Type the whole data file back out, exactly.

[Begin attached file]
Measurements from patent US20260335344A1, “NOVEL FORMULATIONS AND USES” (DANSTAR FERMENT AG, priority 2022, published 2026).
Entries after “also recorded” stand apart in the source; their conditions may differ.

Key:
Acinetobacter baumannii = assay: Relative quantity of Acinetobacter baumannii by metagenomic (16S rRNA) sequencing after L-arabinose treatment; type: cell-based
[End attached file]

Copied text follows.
Measurements from patent US20260335344A1, “NOVEL FORMULATIONS AND USES” (DANSTAR FERMENT AG, priority 2022, published 2026).
Entries after “also recorded” stand apart in the source; their conditions may differ.

Key:
Acinetobacter baumannii = assay: Relative quantity of Acinetobacter baumannii by metagenomic (16S rRNA) sequencing after L-arabinose treatment; type: cell-based